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Weingut Knoll: The Classicist

Weingut Knoll
Unterloiben
Wachau, Austria
September 2016

The iconic Knoll label depicting Saint Urban – the patron Saint of vineyards and winemakers.

Of all the wine producers in the Wachau, maybe none more than Knoll sets ablaze the attention and desire of the sommelier set and the wine geeks, and for very good reason as these are very special wines.  Having tasted a few great examples of their wines personally over the years, I was convinced I had to make an appointment with Knoll to see what makes it so special.

It was such an honor to meet and speak with Emmerich Knoll III as he welcomed us to Knoll, showing us a few vineyards and the Weingut’s winemaking and aging rooms. Emmerich is deeply connected to the family estate and the business that he now heads.

On another cloudy morning (though no rain all week) we headed down the Danube for an appointment I was eagerly looking forward to at Weingut Knoll.  If you don’t know Knoll by name, you likely have seen the iconic Knoll label depicting a haunting image of Saint Urban (lead image above), the Germanic patron saint of winemakers.  Knoll is pronounced Kah-Nowle, the “K” is not silent like most English speakers might be used to.

We arrived at Knoll after about a 5-minute car ride from Schönthal in Durnstein, you cannot beat how easy it is to get around the Wachau to visit the many Weingut that are nestled along the river roads in the villages.  Driving through the villages of the Wachau gives you an appreciation for the practicality and efficiency of each winemaking facility.  Built with and an ode to the past on the exterior (less FX Pichler), the interior design is usually meticulous, based and designed for efficiency and precision.  No space is wasted and no space more than needed is taken.

The main building at Weingut Knoll, the offices and tasting room are inside.

As we parked I noticed the little village Unterloiben was also home to my afternoon appointment directly across the street from Knoll, that being home to Leo Alzinger (more on them in a future installment).  Somehow with FX Pichler and Domaine Wachau nearby, I felt like I arrived in some kind of Wachau mecca.  Off behind the Weingut on the steep hills like an amphitheater lie the great vineyard sites Loibenberg, Kellerberg, Steinertal, and Hollerin to name the most famous.

The Knoll facility to meet guests is simple and stately, housed in a traditional yellow mason two-story gated property that is finely manicured and beset with beautiful gardens and florals.  Inside is a simple and spacious tasting room with clean lines of wood and steel.  Maps on the wall show the different vineyard sites the Knoll wines come from.  Across the street is Loibnerhof, the Knoll restaurant that is one of the best in the region and a wonderful place for lunch or dinner.  Loibnerhof and Knoll were separate in the past but were eventually joined as a business through marriage.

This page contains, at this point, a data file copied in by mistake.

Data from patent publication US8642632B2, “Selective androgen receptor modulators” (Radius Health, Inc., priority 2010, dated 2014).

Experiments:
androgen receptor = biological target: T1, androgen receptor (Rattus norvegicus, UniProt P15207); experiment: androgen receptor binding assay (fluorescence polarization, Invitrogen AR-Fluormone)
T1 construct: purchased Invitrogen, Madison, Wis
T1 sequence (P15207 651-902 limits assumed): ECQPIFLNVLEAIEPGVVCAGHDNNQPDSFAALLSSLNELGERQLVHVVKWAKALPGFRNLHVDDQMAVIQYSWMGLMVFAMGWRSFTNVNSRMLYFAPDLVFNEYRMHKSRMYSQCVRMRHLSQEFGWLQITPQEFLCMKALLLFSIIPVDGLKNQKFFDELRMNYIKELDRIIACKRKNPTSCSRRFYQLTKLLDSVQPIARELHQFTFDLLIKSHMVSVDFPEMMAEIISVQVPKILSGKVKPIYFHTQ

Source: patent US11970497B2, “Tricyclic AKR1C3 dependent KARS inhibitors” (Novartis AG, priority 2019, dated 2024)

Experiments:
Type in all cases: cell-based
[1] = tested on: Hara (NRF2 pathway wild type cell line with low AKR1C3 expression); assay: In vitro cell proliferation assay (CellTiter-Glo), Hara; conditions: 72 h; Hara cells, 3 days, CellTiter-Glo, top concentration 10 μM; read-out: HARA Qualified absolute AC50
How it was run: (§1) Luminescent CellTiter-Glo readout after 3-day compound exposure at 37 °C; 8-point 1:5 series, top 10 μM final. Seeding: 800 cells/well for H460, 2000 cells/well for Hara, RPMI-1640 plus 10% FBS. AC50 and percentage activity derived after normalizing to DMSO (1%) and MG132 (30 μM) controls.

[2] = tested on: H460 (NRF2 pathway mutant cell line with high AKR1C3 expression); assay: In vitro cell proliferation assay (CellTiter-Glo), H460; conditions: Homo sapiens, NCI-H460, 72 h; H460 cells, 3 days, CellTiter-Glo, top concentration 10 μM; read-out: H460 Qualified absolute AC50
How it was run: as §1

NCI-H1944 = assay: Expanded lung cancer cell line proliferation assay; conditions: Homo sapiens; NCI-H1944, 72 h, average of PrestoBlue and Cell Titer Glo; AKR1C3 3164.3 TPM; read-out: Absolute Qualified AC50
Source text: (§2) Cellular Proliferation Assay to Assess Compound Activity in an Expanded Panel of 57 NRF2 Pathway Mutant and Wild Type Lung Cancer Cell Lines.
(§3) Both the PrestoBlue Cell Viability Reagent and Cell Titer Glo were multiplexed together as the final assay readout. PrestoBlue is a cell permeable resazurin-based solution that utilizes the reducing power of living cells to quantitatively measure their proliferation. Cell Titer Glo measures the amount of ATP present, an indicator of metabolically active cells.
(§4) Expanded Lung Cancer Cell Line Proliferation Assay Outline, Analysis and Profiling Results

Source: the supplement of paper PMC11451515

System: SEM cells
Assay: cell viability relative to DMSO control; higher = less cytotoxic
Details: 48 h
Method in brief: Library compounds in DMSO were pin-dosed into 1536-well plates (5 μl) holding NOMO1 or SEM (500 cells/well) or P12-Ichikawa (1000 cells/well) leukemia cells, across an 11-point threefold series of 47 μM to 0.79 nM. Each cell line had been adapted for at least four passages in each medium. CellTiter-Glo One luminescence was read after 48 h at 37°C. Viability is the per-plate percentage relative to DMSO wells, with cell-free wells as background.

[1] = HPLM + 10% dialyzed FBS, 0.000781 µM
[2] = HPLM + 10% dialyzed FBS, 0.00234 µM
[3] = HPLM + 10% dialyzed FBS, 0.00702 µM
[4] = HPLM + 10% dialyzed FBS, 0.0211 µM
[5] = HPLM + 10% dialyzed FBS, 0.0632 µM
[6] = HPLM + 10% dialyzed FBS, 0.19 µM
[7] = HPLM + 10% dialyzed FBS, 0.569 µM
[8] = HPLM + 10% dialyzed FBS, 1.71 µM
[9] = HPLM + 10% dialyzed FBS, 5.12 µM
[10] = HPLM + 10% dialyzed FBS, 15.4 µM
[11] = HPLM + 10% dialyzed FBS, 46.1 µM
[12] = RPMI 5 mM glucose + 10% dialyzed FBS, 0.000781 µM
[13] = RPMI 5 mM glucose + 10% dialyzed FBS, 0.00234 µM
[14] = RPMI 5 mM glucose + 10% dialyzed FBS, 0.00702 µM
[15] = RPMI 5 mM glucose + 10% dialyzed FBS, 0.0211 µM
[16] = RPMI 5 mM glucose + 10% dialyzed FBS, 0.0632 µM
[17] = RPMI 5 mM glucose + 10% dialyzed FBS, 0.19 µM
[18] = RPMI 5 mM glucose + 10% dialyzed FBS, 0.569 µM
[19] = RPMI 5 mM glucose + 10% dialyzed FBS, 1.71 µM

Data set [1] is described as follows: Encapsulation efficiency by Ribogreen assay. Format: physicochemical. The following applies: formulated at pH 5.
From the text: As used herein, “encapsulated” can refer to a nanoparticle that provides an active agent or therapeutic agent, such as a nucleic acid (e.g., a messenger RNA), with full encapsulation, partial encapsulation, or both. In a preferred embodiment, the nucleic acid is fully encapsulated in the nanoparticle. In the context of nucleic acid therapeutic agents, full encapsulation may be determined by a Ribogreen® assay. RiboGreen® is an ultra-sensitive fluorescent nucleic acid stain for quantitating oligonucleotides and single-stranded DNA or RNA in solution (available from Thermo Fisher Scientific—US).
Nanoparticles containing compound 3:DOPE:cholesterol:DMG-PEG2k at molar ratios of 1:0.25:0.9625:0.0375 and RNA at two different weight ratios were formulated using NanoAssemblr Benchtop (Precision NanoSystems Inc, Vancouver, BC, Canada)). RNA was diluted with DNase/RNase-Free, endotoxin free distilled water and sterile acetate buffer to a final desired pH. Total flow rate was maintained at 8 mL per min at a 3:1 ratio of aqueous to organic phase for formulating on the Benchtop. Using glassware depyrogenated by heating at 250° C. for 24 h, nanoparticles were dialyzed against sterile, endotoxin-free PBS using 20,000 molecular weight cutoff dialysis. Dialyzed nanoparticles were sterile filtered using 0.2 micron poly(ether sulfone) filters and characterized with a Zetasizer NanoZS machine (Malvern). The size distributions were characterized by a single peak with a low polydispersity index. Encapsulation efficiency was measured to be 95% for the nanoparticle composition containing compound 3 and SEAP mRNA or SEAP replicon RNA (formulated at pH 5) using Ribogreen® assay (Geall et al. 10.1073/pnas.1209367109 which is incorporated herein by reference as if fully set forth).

Some of the decorative barrels made from Austrian oak. These are seasoned so they impart no oaky notes to the wine.

Emmerich Knoll III met us in the tasting room and after some small talk we hopped in a van out to the edge of the Wachau and over into Kremstal to check out one of their newer Riesling vineyards “Pfaffenberg”.  Once up there it was immediately clear why Emmerich took us there.  The view was fantastic as you could see all the way to about Durnstein.  Between Durnstein and the foot of this hillside, the entire valley floor is covered in vineyards.  From here we saw the same legendary hillside vineyards from a southern vantage point that allowed us to see a side profile of the steep grade and defined terraces.

Just part of the view from the Pfaffenberg vineyard where vines stretch in every direction as far as the eye can see along the banks of the Danube. The Cru vineyards are on the right on the elevated hillsides.

Like many regions in the French and German corridor that have seen their share of spilled blood from war, a huge Napoleonic battle was fought here.  A large conical monument stands at the foot of the Hollerin and Höhereck vineyards.

The grand-daddy of them all, the huge Loibenberg vineyard that you see here on the mountainous hillsides in the background behind the foreground vines.

Over on the Loibnerhof side of the road below ground are the winemaking facilities for Knoll.  Emmerich walked us through the different steps of the winemaking process. First, the grapes are sorted and crushed above ground.  The juice flows by gravity into tanks below ground and kept at a low temperature as this allows the juice to settle down, allowing grape matter and other solids to eventually drop from the wine to the bottom before fermentation starts (decanting).  This process can last up to a day or so, usually overnight, to separate the juice from more of the solid grape matter.

The juice is then racked (moved) from its gross lees in those first tanks and moved to steel tanks for fermentation.  After fermentation, the wine is racked again to large, neutral wooden casks for aging.  From here the wines might see one more racking and then are bottled within a year, usually in 6-10 months depending on the wine and the vintage.  Soon after, the wines are put into the market, arriving in the US at about 1.5 to 2 years after the vintage harvest.